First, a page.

The power companies
With triple-digit temperatures broiling Northern California, energy producers are feeling the pinch.
PG&E and SMUD appealed to their customers on Monday to reduce their energy consumption during the afternoon, and the California Independent System Operator, which monitors the supply and demand of California's electricity grid, issued a Flex Alert to urge consumers to reduce their power usage.
Focused on repairs
Chris Capra, a public information officer for SMUD, said Monday that the utility has had to replace several blown fuses and that the heat put a damper on routine upkeep work.
"We've called a restricted maintanence operations day today," he said on Monday. "We won't do any kind of maintenance work today. Only repair work."
Peak pricing day
PG&E notified thousands of residential customers that it would charge them higher rates during peak usage periods from 2 p.m. to 7 p.m. on Monday and Tuesday. Those customers receive discounts for normal summer energy use but pay more on high-demand days.
"Utilities typically have to pay more for power during these peak periods," said spokesman Jonathan Marshall.
Residential consumers weren't the only ones affected, either. Some of Sacramento's largest electricity consumers have kept their eyes on the thermometer.
The UC Davis Medical Center generates its own power, most of which is used for cooling, said Phyllis Brown, a spokeswoman. Yesterday, the medical center's generator peaked at 14.5 megawatts not quite its all-time high of 16.5 megawatts, set last August, but well above the average load of 10.5 megawatts.
Some firms are less affected by the heat. RagingWire is a Sacramento-based data center with nearly 500,000 square feet of computers that gobble about $1 million of electricity per month. Jason Weckworth, the company's vice president of data operations, said he discussed the heat wave with the company's chief engineer last week.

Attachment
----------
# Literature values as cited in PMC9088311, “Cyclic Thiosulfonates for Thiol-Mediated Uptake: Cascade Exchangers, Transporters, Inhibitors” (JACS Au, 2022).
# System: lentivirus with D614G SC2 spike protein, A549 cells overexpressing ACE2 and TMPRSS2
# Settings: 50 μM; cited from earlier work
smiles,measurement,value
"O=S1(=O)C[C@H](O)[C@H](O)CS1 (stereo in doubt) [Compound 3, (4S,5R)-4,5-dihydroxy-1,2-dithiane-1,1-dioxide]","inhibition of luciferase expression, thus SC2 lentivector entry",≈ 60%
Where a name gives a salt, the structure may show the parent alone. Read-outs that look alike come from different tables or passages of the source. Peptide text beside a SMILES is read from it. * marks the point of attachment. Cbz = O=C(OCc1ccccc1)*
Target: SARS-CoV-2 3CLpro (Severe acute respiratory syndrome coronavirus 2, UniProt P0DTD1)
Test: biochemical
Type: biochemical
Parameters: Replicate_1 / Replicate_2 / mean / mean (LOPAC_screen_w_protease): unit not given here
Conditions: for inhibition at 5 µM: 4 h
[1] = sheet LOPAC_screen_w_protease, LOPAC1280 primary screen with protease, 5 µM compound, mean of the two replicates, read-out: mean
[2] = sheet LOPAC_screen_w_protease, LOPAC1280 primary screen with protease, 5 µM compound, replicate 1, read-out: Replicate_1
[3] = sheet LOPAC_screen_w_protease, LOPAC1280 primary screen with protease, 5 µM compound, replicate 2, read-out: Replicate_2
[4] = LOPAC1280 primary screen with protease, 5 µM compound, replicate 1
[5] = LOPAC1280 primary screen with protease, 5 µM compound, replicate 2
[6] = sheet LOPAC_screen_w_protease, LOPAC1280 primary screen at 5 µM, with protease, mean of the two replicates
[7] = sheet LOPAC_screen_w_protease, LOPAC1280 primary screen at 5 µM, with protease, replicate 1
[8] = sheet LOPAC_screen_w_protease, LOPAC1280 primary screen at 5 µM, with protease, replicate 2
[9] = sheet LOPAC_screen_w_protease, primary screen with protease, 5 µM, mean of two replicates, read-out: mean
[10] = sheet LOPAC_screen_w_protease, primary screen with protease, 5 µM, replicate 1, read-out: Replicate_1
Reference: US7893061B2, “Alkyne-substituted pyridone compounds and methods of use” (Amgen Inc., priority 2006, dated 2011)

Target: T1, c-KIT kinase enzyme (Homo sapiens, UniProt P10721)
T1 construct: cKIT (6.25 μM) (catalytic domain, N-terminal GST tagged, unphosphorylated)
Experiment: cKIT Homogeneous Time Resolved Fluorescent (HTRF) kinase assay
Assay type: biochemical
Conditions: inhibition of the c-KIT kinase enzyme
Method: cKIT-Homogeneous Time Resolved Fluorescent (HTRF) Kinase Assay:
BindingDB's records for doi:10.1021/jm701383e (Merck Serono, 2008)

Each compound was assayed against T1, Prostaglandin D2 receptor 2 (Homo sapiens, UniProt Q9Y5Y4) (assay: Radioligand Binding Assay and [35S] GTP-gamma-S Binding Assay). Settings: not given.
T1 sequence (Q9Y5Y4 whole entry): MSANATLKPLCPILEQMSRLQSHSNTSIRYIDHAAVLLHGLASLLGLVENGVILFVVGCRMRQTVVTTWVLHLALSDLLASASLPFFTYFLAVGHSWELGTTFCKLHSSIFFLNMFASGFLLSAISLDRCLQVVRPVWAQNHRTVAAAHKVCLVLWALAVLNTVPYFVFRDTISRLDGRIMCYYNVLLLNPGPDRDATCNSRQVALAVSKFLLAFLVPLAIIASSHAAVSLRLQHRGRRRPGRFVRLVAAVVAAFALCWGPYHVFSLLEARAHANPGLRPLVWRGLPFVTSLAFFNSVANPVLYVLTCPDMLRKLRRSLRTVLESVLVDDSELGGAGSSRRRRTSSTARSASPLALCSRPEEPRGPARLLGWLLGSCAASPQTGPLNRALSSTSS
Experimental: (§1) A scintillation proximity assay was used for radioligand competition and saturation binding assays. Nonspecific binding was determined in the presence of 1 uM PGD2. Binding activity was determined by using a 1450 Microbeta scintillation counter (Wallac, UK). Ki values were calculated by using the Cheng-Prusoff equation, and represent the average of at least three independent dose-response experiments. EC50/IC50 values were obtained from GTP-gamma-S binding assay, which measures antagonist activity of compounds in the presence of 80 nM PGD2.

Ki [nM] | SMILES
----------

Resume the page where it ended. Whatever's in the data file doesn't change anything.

As it turns out, the heat wave "has very little relevance to our business," Weckworth said. "Our total bill will maybe go up 3 percent."
For every 100 kilowatts used to power computers, Weckworth said that 40 kilowatts were required to cool them down.
Worst yet to come
But the worst likely has yet to come for California's power grid.
Californians were spared the worst on Monday due to a marine layer that rolled over the coast of Southern California, reducing temperatures there by about 10 degrees, said Stephanie McCorkle, spokeswoman for Cal-ISO.
She said the cooler weather resulted in lower projections for statewide electricity use. But McCorkle warned that electricity consumption could rise by gigawatts tomorrow if the weather doesn't hold out.
"If that marine layer's going to go away, we're going to see" a bigger load on California's power plants, she said.
School districts took precautions Monday with their summer school students.
Physical education classes in Twin Rivers Unified's summer programs started their day outside at 8 a.m. but moved into air-conditioned gymnasiums as the weather heated up, said Zenobia Gerald, the district's spokeswoman.
"We are also making sure students are drinking plenty of water," she said.
In West Sacramento, students in Washington Unified's summer programs had recess earlier in the day to avoid the heat, said Dayton Gilleland, district superintendent.
At Sacramento City College, a Sacramento Municipal Utility District outage knocked out power to at least one building on campus at about 6 p.m., forcing cancellation of some evening classes, according to campus spokeswoman Amanda Davis.
Jack Newsham reported electricity-related news. Diana Lambert and Loretta Kalb compiled information from schools.